Even with marijuana now legal in Canada, and at least medically legal in 33 U.S. states, financing remains a huge concern for cannabis stocks. In the U.S., a number of multistate operators have turned to sale-leaseback agreements in order to bolster their cash positions. Because marijuana reform is unlikely anytime soon in the U.S., access to capital could continue to remain dicey.

Meanwhile, in Canada, share issuances are still being relied on to pay the big bills. I’ll have more to say on this in an upcoming point.

8. M&A lost its appeal

Mergers and acquisitions were all the rage in 2018, but they’re lost their pizzazz this year. In particular, it’s become readily apparent that already completed deals were likely overvalued. Aurora Cannabis and Canopy Growth, for example, are carrying $3.17 billion Canadian and CA$1.91 billion in respective goodwill on their balance sheets, which looks to be two major writedowns waiting to happen. Further, we’ve also seen a number of cancelled or amended pending acquisitions in the U.S. marijuana space.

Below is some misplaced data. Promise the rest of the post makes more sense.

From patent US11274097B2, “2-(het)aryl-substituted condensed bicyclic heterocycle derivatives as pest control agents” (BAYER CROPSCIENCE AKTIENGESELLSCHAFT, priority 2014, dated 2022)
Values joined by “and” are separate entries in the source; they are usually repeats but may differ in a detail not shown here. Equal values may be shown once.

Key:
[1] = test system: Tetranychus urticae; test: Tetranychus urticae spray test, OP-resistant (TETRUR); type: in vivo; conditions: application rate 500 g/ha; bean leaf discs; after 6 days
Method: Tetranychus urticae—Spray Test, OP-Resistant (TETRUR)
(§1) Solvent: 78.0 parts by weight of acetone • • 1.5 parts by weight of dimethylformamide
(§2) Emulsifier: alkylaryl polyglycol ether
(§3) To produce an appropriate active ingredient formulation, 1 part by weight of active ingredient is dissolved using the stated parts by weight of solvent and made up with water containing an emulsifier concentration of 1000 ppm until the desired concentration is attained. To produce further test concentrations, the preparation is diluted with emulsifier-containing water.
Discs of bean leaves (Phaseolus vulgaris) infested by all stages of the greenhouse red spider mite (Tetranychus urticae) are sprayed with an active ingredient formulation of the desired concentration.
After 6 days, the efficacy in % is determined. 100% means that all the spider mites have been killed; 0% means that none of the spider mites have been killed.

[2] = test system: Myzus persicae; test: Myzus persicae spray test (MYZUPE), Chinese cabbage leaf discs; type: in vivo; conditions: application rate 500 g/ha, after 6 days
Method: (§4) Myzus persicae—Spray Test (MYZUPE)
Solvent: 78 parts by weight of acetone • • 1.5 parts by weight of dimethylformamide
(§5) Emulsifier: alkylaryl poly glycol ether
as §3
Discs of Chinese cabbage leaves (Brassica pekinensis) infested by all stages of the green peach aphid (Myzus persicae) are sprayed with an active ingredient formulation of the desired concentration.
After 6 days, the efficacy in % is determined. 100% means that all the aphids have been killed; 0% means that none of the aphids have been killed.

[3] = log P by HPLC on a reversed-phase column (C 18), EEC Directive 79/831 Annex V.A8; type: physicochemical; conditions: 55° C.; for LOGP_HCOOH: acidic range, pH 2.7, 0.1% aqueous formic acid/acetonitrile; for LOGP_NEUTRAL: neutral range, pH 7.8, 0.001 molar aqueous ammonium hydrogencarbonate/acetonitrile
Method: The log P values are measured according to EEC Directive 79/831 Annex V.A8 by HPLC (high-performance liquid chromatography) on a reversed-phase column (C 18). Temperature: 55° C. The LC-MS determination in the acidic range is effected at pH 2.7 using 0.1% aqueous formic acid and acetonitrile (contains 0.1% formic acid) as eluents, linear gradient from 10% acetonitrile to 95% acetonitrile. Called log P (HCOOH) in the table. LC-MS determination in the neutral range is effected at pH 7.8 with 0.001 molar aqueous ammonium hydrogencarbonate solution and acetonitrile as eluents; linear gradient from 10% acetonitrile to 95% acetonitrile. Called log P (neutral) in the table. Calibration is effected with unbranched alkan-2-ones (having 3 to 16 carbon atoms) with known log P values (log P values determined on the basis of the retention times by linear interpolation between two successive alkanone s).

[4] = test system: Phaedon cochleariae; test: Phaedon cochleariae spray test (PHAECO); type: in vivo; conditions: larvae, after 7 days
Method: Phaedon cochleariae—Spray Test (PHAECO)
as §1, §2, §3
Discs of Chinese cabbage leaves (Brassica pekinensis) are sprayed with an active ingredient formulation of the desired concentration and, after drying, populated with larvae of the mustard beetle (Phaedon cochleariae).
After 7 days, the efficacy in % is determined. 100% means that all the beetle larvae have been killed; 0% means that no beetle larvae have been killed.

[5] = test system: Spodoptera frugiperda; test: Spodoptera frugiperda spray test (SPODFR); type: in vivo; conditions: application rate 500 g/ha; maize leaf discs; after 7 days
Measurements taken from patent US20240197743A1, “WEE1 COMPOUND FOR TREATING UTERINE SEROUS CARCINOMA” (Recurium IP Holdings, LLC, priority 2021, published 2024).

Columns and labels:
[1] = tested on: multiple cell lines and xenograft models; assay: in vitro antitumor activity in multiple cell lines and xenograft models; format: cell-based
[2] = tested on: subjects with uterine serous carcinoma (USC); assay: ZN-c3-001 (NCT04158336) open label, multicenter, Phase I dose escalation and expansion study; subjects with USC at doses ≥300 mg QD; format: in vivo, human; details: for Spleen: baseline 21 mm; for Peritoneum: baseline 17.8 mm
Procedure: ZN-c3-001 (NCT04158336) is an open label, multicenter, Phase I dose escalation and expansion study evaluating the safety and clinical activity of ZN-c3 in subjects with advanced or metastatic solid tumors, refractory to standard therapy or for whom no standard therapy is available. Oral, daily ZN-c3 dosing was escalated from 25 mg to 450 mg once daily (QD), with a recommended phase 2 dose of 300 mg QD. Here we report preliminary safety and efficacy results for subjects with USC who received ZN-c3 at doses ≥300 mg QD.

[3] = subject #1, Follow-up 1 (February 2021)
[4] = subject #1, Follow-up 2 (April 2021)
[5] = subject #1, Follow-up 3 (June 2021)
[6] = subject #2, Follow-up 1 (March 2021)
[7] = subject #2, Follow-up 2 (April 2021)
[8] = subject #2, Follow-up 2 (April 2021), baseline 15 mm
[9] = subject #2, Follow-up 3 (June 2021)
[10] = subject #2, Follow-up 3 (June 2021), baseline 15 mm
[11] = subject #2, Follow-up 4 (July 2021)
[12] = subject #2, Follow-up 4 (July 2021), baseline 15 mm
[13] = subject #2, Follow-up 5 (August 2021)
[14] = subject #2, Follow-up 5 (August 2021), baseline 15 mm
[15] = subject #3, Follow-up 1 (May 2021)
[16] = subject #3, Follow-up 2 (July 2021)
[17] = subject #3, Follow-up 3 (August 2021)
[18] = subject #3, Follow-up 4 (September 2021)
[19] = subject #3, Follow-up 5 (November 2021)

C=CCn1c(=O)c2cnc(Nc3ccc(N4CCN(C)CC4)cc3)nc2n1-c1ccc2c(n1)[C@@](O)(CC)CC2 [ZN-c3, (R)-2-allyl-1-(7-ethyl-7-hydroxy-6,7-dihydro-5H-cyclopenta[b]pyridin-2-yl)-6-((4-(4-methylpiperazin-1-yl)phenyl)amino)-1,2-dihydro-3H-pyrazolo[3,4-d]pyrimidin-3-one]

9. Ongoing share-based dilution

As promised, cannabis companies have been unable to give up selling their own stock to finance their expansion. Aurora Cannabis, which has almost exclusively utilized its common stock as “capital” when making acquisitions, has seen its share count balloon from 16 million to around 1.1 billion over the past 5.5 years. There’s simply no way for Aurora’s shareholders to absorb such a steady stream of dilution without a pummeling of the the company’s share price.

10. Fraud

Lastly, go ahead and blame fraud for the implosion of marijuana stocks. In July, Ontario-based CannTrust (NYSE:CTST) was found to have grown cannabis illegally in five grow rooms for a period of six months. This ultimately led to CannTrust’s CEO being shown the door, as well as an official suspension of the company’s cultivation and sales licenses. The thought process here being that if CannTrust could purposefully deceive regulators, there may potentially b other pot stocks out there doing the same.

Add these factors up and you’ll have a recipe for an awful 2019 performance from the cannabis industry.

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Sean Williams owns shares of CannTrust Holdings Inc. The Motley Fool recommends CannTrust Holdings Inc and HEXO. The Motley Fool has a disclosure policy.